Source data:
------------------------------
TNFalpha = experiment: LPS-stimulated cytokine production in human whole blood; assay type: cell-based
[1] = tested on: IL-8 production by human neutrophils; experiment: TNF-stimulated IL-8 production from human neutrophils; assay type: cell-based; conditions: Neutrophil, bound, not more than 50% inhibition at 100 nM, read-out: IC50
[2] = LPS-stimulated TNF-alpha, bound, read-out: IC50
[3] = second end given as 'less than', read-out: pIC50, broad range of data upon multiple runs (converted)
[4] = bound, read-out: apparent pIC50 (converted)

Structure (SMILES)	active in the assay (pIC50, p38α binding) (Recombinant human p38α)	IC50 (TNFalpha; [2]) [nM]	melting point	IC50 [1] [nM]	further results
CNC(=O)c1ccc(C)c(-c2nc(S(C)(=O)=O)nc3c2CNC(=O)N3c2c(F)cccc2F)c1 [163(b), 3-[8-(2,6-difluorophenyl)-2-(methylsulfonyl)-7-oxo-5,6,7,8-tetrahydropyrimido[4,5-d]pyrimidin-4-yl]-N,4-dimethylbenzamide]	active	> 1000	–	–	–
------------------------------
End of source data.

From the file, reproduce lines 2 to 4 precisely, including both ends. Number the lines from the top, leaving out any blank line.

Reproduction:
[1] = tested on: IL-8 production by human neutrophils; experiment: TNF-stimulated IL-8 production from human neutrophils; assay type: cell-based; conditions: Neutrophil, bound, not more than 50% inhibition at 100 nM, read-out: IC50
[2] = LPS-stimulated TNF-alpha, bound, read-out: IC50
[3] = second end given as 'less than', read-out: pIC50, broad range of data upon multiple runs (converted)